Please listen to Kauai below:
The strange addendum to this is I’m not sure why after learning how different his creative process needed to be in order to succeed he decided he had to retire after this next album. He’s just cracked the code and now has the pull post-Atlanta post-SNL to do exactly whatever he wants. Why stop now?
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Tagged Awaken My Love, Black Panther, Camp, Childish Gambino, Donald Glover, Kauai, Ludwig Goransson, Saturday Night Live, singing v. rapping, STN MTN, This is America
Song Review-California by Childish Gambino produced by Donald Glover & Ludwig Goransson
Don’t ever take “talented” as a compliment. It is not specific enough to call what you do valuable. Donald Glover spent his whole career fighting this designation. He could have kept putting out projects like Camp full of punch lines and geek culture references, and that album is good enough to get him called talented. It is good enough for people to buy and follow his career.
Talent isn’t craftsmanship, it isn’t approach. His new album Awaken My Love is head and shoulders above anything he’s done before musically (Troy Barnes 4 life). Instead of spitting feverishly with as many inside jokes as can fit he lets the music lead him and he does what the song needs. It is my 7th favorite album of the year (I don’t post lists on this site so you don’t get to know the rest!) because it has a real groove that guides it and doesn’t try to jam too much into the space it provides.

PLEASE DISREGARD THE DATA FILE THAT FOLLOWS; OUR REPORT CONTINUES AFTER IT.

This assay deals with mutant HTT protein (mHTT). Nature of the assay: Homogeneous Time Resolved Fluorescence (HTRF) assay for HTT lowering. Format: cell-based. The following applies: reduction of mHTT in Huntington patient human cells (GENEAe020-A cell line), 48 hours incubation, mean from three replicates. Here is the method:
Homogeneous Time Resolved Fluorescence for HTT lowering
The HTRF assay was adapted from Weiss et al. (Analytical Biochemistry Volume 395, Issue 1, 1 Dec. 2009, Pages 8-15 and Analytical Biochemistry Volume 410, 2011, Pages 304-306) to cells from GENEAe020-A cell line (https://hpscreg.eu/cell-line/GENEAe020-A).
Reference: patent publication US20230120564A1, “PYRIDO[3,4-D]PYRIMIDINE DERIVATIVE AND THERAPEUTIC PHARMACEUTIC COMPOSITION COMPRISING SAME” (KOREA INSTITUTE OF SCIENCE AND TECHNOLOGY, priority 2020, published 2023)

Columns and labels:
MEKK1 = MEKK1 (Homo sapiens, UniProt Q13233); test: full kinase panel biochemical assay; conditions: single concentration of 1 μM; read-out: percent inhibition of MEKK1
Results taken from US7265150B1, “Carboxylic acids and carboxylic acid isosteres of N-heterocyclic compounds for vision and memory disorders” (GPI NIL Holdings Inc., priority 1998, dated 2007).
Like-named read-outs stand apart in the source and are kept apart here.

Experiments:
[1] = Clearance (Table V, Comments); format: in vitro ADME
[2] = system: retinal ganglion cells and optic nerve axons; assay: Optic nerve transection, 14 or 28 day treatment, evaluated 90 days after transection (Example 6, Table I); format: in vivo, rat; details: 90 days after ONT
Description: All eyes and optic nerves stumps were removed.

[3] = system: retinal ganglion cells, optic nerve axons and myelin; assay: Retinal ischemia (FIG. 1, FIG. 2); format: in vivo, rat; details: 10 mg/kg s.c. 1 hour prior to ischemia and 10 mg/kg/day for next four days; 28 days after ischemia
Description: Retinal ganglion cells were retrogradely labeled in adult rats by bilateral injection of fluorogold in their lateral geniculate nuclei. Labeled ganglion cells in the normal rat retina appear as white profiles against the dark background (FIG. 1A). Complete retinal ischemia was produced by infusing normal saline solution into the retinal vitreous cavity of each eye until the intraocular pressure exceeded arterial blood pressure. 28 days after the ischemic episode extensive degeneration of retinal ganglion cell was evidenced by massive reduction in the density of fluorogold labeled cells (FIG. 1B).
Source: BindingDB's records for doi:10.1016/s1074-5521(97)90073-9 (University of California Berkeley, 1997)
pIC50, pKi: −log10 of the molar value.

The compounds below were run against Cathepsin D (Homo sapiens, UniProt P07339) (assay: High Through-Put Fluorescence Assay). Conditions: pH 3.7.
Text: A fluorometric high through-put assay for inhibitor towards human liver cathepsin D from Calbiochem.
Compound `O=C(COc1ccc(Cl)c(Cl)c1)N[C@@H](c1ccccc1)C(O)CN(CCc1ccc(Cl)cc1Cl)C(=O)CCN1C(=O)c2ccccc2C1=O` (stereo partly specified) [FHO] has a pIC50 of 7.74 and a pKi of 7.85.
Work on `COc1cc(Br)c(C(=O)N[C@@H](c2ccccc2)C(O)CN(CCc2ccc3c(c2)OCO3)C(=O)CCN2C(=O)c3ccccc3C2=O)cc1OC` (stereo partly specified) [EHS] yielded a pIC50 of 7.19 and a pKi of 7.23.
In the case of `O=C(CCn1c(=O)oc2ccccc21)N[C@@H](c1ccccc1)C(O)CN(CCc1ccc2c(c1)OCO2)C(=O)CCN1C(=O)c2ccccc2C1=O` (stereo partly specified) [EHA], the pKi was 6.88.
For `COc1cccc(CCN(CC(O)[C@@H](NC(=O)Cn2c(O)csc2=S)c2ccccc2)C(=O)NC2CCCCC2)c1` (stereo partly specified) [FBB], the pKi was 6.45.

While Stand Tall is the height of its beauty California is such a necessary release (like Forrest Gump on Channel Orange for Frank Ocean). For those fearing that he would allow this album to slide into depression like Because The Internet; California is fearless lovable while telling a tale of absolute failure. Songs like this show that he is loose enough to play and past the initial stage of calibrating his talent level. Gambino has control and isn’t creating music to prove to you he can, instead he is giving you his vision and this time it is great.